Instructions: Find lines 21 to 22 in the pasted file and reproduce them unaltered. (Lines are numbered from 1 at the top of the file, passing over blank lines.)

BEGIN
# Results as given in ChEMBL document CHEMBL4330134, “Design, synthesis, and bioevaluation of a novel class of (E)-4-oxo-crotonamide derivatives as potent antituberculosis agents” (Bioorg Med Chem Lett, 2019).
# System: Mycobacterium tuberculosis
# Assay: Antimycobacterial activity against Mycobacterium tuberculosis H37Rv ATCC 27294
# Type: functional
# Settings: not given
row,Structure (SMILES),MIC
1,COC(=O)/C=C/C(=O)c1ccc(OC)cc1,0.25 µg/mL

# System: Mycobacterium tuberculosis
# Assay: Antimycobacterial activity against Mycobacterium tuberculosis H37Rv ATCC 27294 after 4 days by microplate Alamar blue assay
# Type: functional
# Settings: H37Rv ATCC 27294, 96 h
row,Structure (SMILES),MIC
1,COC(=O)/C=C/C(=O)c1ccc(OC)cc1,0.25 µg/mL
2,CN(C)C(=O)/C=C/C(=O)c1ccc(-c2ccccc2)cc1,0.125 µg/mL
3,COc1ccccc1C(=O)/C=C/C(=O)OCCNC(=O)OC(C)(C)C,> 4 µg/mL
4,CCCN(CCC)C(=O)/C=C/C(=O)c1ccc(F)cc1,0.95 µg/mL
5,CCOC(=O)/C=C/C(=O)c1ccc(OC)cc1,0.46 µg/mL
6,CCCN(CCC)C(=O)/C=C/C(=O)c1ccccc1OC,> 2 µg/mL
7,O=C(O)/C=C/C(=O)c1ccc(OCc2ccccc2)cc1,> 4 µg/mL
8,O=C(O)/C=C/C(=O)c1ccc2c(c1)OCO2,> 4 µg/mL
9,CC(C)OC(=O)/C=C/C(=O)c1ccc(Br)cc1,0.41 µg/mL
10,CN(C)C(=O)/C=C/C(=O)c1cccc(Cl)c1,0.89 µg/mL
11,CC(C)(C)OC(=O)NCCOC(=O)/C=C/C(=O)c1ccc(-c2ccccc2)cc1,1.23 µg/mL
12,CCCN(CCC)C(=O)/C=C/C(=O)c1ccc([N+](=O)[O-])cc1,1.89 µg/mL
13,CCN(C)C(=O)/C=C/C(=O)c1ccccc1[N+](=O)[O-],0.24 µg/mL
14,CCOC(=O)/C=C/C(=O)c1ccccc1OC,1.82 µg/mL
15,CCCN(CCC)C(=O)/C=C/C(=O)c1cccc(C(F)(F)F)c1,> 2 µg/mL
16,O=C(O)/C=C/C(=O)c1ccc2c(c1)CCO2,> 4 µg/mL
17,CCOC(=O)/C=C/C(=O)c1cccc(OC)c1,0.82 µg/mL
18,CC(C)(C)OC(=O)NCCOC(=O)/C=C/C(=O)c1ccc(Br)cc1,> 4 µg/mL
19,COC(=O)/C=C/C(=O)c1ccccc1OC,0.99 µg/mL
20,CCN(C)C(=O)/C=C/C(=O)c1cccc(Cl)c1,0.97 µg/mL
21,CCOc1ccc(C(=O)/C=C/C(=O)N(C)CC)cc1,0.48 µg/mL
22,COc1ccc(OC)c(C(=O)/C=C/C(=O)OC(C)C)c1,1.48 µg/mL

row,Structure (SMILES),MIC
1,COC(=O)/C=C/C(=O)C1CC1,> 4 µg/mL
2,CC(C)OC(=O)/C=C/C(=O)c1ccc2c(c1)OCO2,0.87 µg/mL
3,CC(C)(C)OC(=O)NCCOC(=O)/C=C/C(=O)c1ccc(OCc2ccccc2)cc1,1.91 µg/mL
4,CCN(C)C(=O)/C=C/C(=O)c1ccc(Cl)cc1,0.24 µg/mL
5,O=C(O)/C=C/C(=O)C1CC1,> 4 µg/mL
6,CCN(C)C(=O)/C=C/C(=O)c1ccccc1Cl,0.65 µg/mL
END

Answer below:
9,CC(C)OC(=O)/C=C/C(=O)c1ccc(Br)cc1,0.41 µg/mL
10,CN(C)C(=O)/C=C/C(=O)c1cccc(Cl)c1,0.89 µg/mL